To conservative individuals, this is not the best time for real estate investment due to the COVID-19 crisis, which, within the space of five months, has partially eroded some of the gains of the sector over the years.
To them, despite various government’s recovery-related financing support, the property aspect of the industrial, retail, and office markets has continued to be severely challenged no thanks to rental payment holidays, review of occupancy space, closure of small and medium-range retailers, high-level vacancies, and diminished product and services sales.
But to the shrouded investors, the best time for real estate investment is now when the interest rates are out of this world, and investment in treasury bills is no longer attractive.
Speaking with some experts on what this season holds for real estate investment, they said in spite of COVID-19 impact on the sector, there were pockets of opportunities where knowledgeable investors could put their monies without burning their fingers, describing it as “areas of silver lining.”
To them, investments in middle-income property, rental property, and low-cost housing are areas of silver linings. Speaking with New Telegraph, Principal Partner, Richard Olodu and Co., Mr. Richard Olodu, said that the good thing about real estate investment was that it never depreciates.
According to him, COVID-19 has already dealt with all sectors and investments, pointing out that the best thing about real estate investment “is that you will get your investment back.”
“The yield may not be high but you are going to get your returns,’ he said. He stated that people were currently looking in the direction of real estate because of high-interest rates and treasury bills, which, he said, were no longer attractive.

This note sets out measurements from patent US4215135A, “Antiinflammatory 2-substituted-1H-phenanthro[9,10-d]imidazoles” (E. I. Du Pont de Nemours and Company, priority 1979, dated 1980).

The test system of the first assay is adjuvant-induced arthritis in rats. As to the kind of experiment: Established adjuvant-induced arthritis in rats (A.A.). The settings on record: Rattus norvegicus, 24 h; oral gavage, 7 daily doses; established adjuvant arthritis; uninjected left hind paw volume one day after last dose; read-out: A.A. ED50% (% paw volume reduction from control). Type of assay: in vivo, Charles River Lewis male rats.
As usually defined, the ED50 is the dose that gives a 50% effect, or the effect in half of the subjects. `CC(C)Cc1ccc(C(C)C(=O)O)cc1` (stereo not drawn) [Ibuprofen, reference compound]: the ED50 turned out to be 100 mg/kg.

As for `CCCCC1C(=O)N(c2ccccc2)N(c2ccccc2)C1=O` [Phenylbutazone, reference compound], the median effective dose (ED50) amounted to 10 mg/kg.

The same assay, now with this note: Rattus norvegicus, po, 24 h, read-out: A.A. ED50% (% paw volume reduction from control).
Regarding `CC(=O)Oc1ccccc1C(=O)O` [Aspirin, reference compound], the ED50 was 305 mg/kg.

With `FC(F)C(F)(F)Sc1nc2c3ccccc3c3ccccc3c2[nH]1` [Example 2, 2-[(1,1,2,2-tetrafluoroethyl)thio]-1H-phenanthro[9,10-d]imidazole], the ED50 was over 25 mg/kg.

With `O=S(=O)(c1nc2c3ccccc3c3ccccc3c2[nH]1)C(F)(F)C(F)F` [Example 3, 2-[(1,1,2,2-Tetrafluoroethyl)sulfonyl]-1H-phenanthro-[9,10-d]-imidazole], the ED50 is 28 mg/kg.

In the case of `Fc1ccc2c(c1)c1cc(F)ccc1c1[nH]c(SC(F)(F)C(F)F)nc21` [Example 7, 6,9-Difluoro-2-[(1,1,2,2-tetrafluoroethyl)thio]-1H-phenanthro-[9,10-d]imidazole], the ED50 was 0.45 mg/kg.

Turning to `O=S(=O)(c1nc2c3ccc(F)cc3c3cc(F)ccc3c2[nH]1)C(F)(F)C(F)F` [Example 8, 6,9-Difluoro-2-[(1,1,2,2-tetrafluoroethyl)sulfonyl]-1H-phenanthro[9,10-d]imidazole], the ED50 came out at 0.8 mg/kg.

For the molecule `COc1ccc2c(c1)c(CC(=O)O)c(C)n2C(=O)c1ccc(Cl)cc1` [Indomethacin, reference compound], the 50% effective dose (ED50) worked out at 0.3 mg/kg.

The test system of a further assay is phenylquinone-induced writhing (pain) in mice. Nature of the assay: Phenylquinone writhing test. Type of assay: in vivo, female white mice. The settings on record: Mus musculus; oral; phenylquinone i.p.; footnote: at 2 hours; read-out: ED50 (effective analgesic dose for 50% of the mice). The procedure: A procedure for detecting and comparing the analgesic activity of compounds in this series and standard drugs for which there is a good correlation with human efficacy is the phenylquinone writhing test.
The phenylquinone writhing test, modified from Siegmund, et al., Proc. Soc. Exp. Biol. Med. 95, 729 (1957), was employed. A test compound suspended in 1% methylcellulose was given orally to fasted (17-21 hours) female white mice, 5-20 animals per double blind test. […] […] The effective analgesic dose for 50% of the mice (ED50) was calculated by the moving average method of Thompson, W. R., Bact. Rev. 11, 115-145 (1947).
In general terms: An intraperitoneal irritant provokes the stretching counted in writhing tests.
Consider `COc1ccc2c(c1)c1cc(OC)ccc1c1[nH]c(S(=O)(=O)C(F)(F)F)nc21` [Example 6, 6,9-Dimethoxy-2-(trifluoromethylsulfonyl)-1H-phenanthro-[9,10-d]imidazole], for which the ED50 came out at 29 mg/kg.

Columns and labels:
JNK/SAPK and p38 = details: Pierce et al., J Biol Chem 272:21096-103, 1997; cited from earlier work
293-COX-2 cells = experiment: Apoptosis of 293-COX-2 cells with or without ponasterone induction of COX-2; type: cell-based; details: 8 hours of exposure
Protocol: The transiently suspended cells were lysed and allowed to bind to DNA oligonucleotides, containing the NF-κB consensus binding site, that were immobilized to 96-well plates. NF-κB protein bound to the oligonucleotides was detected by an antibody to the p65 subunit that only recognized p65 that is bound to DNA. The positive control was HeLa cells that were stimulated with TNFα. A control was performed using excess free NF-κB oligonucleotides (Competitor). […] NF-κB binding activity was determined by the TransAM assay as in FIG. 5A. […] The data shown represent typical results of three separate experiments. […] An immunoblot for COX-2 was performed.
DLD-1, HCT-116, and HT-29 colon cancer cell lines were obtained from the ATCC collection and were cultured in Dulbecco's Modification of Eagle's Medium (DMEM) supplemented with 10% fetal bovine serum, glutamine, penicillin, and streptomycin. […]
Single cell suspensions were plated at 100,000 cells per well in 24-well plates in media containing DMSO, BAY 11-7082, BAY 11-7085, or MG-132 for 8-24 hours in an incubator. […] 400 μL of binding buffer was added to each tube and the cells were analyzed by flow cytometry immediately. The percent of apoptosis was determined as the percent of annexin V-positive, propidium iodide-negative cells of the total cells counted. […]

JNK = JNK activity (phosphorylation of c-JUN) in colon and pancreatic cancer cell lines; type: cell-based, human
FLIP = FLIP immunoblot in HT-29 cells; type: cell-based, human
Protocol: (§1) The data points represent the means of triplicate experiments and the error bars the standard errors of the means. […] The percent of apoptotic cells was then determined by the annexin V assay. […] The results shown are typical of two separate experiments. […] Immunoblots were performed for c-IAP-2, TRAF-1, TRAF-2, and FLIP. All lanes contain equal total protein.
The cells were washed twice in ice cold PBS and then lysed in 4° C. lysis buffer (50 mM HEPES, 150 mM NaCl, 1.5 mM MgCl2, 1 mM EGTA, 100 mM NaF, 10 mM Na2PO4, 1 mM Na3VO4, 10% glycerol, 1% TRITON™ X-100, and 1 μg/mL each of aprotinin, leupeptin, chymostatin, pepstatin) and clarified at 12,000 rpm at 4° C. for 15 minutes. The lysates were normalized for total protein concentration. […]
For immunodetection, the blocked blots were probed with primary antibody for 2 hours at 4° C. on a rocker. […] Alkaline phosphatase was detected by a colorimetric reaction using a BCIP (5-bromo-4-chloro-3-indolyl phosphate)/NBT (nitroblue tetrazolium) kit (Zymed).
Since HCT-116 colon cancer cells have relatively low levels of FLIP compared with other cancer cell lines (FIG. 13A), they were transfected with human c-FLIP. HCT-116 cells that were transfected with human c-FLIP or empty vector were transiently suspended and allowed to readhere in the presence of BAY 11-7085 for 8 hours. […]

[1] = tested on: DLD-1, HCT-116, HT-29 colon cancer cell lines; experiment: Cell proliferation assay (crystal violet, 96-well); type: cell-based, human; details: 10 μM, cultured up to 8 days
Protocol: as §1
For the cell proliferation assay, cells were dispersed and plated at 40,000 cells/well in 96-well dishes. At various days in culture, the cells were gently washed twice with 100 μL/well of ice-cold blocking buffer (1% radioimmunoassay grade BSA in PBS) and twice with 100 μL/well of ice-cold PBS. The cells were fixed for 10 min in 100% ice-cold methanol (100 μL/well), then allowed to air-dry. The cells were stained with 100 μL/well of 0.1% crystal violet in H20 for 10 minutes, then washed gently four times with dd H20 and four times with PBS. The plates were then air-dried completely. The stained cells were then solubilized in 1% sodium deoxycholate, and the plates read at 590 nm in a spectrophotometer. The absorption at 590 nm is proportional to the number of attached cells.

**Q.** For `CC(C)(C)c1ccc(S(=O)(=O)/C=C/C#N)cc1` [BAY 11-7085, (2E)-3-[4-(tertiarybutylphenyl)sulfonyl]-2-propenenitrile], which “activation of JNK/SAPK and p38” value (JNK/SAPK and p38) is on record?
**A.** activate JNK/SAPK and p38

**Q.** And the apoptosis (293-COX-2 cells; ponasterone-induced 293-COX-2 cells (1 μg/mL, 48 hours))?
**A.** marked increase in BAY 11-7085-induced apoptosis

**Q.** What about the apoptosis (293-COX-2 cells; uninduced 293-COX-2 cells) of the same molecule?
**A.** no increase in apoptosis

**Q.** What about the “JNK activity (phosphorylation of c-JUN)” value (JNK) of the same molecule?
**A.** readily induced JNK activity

Olodu, a former spokesperson of Lagos branch of the Nigerian Institution of Estate Surveyors and Valuers, said: “Real estate investment provides the best way to keep your money.”
He argued that no matter the quantum of money in the hands of investors, real estate had enough space for diverse investments.
“People have money but it also depends on the quantum of investment they are looking at, ranging from low income to high income,” the property consultant said.
As of today, according to Olodu, investment in middle-class property has the market, explaining that with N40 million or more, people could invest their money and get high returns on investment (RoI). “It is not everybody that can afford N500 million.
With N100million, you can buy some flats, renovate them and sell to the middle class, and make your returns,” he said.